Jean Marie Delattre participated in the flourishing practice of print engraving over the span of the 18th and 19th centuries. Working in France, his skill in engaging with the latest practices saw him work for some of the great artisans of his time.
Engraving emerged in the sixteenth century as a manner through which works of art could be reproduced and distributed to a wider audience. The image is engraved onto a material such as wood and printed upon paper. By Delattre’s time, significant developments in both France and England saw engravings becoming increasingly used for mass printing. This, therefore, meant someone could, if they possessed the skill, quite easily make a living from the engraving trade. Someone like Delattre.
Delattre received training from the very best. He attended the engraving workshop of Jacques-Philippe Le Bas (1707-1783), who, renowned for his skill and tutoring, received students from across Europe. Indeed, after a period of time working for a publishing company in Paris, Delattre would cross the channel and find employment under a previous student of Le Bas’: William Wynne Ryland (1738-1783).
Under Ryland, Delattre began to develop a skill for a newer form of engraving, stipple engraving. Under Le Bas he would have most likely studied the traditional line engraving, in which lines are scored into the surface and executed in a manner that would reproduce depth and shadow. Ryland, however, was a propagator of stipple engraving, in which small dots are dispersed in various concentrations to reproduce the image with its shadow and light, its depth and its drama intact.
Delattre’s skills of translation are evident. His works retain the original essence as executed by the artist whilst also being shaped by Delattre’s accomplished hand. Billowing clouds are sophisticatedly cultured from a kaleidoscope of dots, building and building to create tone and depth. The end product is to set waxen clouds against a deep, dark sky. His depictions of people possess a spirited presence, expressions caught through effective flicks of his tools. The contortion of limbs is effectively translated through shadows which span across pasty skin. despite the sudden, stuttered manner of his execution, Delattre is able to create the smooth flow of silky fabrics.
The fruits of Delattre’s labour are evident in the bountiful employment he found. He often worked for booksellers and publishers, producing prints for works such as Samuel Johnson’s The Works of the English Poets. Significantly, after leaving Ryland’s workshop he became employed as principal assistant to Francesco Bartolozzi (1727-1815). Bartolozzi was one of the leading engravers of his time. Appointed as ‘Engraver to the King’ by King George III, he was also a founding member of the Royal Academy in London, despite the exclusion of engraving from the Academy as a medium of art in its own right. He was also a proponent of stipple engraving, so perhaps Delattre’s skill in this medium appealed to him. Whatever the case, Delattre was often called upon to execute works under Bartolozzi’s name or finish off works by less gifted employees.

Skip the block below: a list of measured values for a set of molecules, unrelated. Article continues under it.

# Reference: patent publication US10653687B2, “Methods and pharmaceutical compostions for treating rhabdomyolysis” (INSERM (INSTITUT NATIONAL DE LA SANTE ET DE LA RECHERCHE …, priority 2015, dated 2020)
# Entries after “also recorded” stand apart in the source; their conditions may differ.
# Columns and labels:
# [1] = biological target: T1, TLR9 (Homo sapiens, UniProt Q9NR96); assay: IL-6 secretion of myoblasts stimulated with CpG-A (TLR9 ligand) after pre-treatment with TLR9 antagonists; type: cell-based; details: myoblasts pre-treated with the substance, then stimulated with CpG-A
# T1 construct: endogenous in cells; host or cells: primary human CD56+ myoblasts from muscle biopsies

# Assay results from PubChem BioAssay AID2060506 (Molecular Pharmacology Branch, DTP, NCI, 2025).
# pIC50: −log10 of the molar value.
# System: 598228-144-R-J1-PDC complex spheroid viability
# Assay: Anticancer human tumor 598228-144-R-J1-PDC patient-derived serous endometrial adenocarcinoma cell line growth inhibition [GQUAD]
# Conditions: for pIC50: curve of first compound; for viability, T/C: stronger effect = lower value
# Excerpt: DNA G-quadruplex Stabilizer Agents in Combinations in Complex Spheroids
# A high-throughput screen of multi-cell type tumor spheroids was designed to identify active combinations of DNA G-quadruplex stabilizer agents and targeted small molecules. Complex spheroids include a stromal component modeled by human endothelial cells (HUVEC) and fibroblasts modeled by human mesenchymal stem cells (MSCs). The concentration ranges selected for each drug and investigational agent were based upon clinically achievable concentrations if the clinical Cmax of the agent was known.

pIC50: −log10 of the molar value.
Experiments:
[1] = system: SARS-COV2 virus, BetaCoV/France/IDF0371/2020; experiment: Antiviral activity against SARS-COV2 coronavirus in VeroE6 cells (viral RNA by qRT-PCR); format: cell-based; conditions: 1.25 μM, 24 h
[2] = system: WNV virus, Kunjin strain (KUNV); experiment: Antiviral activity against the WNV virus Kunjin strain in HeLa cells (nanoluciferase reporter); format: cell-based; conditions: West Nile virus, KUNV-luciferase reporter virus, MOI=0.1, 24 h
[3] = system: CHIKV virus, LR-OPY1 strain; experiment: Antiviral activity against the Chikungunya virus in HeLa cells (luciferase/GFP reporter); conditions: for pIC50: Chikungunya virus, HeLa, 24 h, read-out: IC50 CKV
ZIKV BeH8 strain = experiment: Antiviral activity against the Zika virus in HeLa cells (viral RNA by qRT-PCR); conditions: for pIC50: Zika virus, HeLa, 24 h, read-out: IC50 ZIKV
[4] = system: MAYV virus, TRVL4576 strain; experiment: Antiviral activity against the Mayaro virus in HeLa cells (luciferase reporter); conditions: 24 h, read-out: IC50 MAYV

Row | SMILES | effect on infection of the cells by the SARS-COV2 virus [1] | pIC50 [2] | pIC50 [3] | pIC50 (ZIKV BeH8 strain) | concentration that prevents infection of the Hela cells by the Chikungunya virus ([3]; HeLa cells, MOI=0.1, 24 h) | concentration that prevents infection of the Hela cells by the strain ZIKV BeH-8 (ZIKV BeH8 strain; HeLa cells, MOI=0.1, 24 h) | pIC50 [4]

In fact, there is an incident which highlights the tension between art and engraving which took place during Delattre’s time under Bartolozzi. Delattre was instructed by his employer to create an engraving of an artwork by John Singleton Copley (1738-1815). Once the work was completed at a cost of 800 guineas, however, Copley was dissatisfied and refused to pay Delattre the remaining amount. Delattre, therefore, sued and took Copley to court. Here, a squabble would take place in which engravers turned up to support the quality of Delattre’s work, whilst Copley’s array of painting allies all castigated it as terrible. The knives were out, Copley had brought a blistering array of insults upon Delattre’s work, perhaps the case looked cut and dry.
Delattre, however, won, and Copley was forced to pay him the remaining fee.
Such a case of victory against a vicious storm desperately trying to tear Delattre down is a dramatic historical reputation. It quite overshadows the rest of Delattre’s accomplishments! He continued to find employment in a number of prominent and successful publishing firms and also founded his own during the 1770s with fellow French engraver Victor Marie Picot (1744-1802).
Nonetheless, the case, and the remaining works produced by Delattre, demonstrate the commendable efforts of engravers at this period of time. Not only did they have to fight against derision from the painting community, but their work was an incredibly time-consuming and patient practice. Delattre worked incredibly hard, and it is perhaps unfair to claim that engravings are only copies of a work that came before. They do, through their unique, painstaking medium, transform works and allow them to be appreciated by a wider audience.
A number of Delattre’s works are now held in the British Museum.
Born in Abbeville, France.
Travelled to England.
Returned to Paris for a short period. Worked for print sellers Esnauts and Rapilly.
Married Ann Davis.
Taken to court by John Singleton Copley for the quality of his work. Jury voted in Delattre’s favour.
Wife Ann Delattre died.
Died in Fulham, London.